Accused charged with assault causing bodily harm, uttering death threat, aggravated assault by wounding, forcible confinement, possession of cocaine for purposes of trafficking, simple possession of cocaine, and possession of proceeds of crime. Main issue was whether force was applied by complainant intentionally, due to anger and animosity over unpaid debt, or whether use of force was part of consensual play-fighting or was accidental. There was dispute as to whether complainant was ever confined on night in question or was ever threatened with death. Complainant and accused were casual friends who had number of other common friends who would all party together on occasion. Complainant owed accused small $200 debt which he admittedly had not repaid in full. Accused and complainant were all at mutual friend’s flat when acts of violence and threatening and confinement alleged were all said to have occurred. Later following morning, complainant returned home and his parents called police and ambulance and he was treated at hospital for various injuries. Complainant testified that he did not want to go, but did not want scene made in front of his father, so he went with accused but not before telling his father to call police if he did not come home by dark. Complainant’s father and his then girlfriend testified to background circumstances. Accused guilty of assault causing bodily harm and aggravated assault by wounding. Complainant’s injuries conformed perfectly to his version of events. Accused admitted backhand slap to face early in evening and he admitted it could have caused cut to inside of complainant’s lip. Accused admitted poking knife at complainant, and puncturing his skin, once in hand and once in thigh. Admitted acts constituted all essential elements of two separate counts of assault causing bodily harm. There could be no realistic suggestion that complainant consented to being slapped in face or to being stabbed with knife, as these acts were sudden and unannounced, they caused bodily harm and complainant was admittedly upset when he was stabbed. Accused’s self-induced intoxication was not available as defence. Court satisfied that complainant was credible witness and that assaults happened in manner that he described and his evidence was corroborated by several witnesses. Accused was found to be not credible and his version of events lacked sense. Court satisfied that half-inch long cut to complainant’s left thigh, which bled and caused him to limp and which required two stitches to close it at hospital, met definitions of “wounding”.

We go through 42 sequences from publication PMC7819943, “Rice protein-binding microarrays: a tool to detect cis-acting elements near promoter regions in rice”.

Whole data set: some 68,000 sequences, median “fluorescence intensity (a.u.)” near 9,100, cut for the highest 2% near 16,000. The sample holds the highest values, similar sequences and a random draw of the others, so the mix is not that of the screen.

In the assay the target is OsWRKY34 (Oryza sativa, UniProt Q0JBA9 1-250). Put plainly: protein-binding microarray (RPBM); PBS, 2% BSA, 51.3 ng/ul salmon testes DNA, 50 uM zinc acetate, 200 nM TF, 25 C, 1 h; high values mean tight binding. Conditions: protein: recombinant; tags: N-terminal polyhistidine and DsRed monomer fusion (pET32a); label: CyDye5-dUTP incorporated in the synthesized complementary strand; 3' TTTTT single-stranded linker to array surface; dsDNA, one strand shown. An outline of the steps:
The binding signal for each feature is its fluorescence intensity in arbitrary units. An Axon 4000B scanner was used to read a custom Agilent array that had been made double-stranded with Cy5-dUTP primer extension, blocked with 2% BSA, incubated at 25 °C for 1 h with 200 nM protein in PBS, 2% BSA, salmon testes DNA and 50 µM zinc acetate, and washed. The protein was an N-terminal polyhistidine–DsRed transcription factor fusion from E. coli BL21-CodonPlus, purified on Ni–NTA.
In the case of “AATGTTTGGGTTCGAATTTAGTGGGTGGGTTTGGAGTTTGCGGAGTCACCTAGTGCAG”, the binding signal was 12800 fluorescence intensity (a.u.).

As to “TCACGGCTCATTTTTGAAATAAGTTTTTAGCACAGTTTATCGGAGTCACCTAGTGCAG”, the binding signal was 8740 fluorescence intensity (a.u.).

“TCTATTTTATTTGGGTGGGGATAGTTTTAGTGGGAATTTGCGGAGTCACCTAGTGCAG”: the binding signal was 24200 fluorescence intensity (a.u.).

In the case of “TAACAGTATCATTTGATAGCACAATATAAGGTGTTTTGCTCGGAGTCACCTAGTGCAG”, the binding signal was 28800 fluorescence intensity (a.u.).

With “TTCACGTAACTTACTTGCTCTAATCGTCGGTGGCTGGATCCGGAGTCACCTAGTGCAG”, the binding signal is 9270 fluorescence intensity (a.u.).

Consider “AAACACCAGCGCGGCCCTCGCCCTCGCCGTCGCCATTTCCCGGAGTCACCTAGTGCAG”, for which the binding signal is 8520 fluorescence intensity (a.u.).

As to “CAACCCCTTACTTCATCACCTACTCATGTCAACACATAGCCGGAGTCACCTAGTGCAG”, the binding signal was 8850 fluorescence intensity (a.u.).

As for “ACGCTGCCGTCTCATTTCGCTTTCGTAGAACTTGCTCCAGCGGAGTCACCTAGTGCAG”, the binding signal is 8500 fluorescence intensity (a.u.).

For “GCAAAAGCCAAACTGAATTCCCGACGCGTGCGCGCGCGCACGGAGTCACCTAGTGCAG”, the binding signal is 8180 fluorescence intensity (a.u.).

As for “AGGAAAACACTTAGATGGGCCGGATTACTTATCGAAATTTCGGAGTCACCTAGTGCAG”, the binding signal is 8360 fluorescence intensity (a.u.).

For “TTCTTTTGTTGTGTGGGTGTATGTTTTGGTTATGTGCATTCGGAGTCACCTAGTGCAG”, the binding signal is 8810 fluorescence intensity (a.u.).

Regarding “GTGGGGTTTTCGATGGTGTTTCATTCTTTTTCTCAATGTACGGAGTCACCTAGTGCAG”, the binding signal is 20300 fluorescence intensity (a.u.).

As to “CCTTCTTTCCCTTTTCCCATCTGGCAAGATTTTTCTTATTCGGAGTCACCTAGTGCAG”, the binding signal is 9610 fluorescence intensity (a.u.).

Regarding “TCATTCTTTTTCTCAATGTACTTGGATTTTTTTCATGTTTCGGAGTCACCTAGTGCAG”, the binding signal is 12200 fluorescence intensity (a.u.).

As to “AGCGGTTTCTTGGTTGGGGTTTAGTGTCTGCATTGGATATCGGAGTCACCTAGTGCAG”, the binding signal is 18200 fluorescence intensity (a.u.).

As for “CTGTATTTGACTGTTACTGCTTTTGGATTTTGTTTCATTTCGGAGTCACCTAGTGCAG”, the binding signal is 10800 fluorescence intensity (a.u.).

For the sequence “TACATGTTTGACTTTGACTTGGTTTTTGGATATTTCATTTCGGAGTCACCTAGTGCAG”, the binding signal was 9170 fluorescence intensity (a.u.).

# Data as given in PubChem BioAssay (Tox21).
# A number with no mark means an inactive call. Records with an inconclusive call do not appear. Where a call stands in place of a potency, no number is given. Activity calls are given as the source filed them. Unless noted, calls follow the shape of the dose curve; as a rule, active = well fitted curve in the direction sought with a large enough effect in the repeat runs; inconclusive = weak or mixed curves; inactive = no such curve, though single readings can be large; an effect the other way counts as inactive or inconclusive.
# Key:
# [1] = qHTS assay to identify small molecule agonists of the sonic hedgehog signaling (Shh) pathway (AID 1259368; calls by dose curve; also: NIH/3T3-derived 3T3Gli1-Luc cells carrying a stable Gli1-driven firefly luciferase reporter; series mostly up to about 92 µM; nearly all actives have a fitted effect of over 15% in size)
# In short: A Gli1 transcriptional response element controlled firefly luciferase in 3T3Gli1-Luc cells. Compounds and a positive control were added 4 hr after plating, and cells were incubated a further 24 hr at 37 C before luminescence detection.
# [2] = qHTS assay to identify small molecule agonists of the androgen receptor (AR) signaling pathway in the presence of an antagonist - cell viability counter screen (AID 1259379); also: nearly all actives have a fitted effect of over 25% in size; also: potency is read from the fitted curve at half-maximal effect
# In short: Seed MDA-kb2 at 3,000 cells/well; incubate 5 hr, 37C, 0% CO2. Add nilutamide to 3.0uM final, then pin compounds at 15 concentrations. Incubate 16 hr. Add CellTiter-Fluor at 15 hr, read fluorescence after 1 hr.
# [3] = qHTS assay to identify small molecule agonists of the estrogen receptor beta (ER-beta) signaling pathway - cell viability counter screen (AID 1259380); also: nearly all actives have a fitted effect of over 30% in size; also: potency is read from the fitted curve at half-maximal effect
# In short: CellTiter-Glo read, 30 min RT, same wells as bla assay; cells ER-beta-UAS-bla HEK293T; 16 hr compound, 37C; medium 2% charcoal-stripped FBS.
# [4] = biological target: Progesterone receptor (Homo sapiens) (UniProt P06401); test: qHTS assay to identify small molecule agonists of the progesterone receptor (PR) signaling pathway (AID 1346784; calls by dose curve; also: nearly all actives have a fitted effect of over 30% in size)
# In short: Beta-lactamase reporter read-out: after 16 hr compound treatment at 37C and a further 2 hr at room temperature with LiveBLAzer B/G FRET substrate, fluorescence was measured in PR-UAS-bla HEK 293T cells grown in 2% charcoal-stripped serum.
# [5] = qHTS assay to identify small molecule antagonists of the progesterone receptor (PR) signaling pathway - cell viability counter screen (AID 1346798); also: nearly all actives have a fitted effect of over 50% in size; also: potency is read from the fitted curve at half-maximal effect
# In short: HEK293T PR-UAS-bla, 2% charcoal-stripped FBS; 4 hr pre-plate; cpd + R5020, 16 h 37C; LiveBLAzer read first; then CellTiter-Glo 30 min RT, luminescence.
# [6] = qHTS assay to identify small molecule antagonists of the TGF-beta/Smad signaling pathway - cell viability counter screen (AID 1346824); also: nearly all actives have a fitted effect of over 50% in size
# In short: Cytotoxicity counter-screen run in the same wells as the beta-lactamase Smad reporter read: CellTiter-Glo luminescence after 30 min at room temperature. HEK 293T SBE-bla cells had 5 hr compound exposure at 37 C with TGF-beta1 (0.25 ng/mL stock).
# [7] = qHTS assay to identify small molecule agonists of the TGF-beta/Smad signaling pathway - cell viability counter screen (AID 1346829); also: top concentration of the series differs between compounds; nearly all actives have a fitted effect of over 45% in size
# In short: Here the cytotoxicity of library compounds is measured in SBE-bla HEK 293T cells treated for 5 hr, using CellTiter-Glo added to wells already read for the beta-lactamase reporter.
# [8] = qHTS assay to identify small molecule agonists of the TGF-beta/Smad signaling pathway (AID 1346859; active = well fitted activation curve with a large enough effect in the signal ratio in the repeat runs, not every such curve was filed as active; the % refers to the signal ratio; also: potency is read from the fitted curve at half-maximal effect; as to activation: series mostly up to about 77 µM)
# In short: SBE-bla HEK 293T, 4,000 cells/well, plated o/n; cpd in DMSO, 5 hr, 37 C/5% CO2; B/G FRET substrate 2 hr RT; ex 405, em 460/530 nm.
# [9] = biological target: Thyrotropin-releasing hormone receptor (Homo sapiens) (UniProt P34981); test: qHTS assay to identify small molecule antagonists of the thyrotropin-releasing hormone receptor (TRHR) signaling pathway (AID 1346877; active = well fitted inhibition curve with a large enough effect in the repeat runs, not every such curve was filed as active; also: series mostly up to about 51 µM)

R. v. Khalili-Arabi (Sep. 19, 2013, Ont. S.C.J., M.A. Code J., File No. 13-50000051-0000) 109 W.C.B. (2d) 257.



Trial judge effectively stopped accused from mounting defence

Appeal by accused from his convictions for assault, mischief under $5,000 and uttering threats. When trial commenced on April 19, 2011 accused’s request for adjournment to retain counsel was denied. On first day of trial accused was unrepresented but on second day, which occurred on May 31, 2011 he had benefit of counsel. On appeal accused applied for leave to introduce fresh evidence. Appeal allowed. Fresh evidence, which consisted of prior inconsistent statements, was not admitted because it could have been adduced at trial if accused exercised due diligence; evidence was not decisively relevant to trial; it was not reasonably capable of belief; and evidence could not have reasonably affected result. Trial judge did not err in not granting adjournment for accused was represented for remainder of trial and any deficiencies in first day of trial were cured when accused’s counsel appeared at continuation of trial. However, judge prevented accused, when he was unrepresented, from mounting what could have been meritorious attack on complainant’s credibility. While some intervention and assistance was obviously appropriate in case of unrepresented accused, judge went far beyond bounds of propriety and he effectively stopped accused from mounting defence. On this ground of appeal, in which judge impaired accused’s ability to present his case, convictions were set aside and new trial was ordered. Appeal was also allowed and new trial was ordered because judge failed to address major inconsistencies in witnesses’ evidence. Judge did not meet his duty to assess whole of evidence and this made it incumbent on appellate court to intervene.
R. v. McQuillan (Aug. 26, 2013, Ont. S.C.J., J.E. Ferguson J., File No. Cobourg 915/11) 109 W.C.B. (2d) 255.



Revocation of registration would cause irreparable harm to school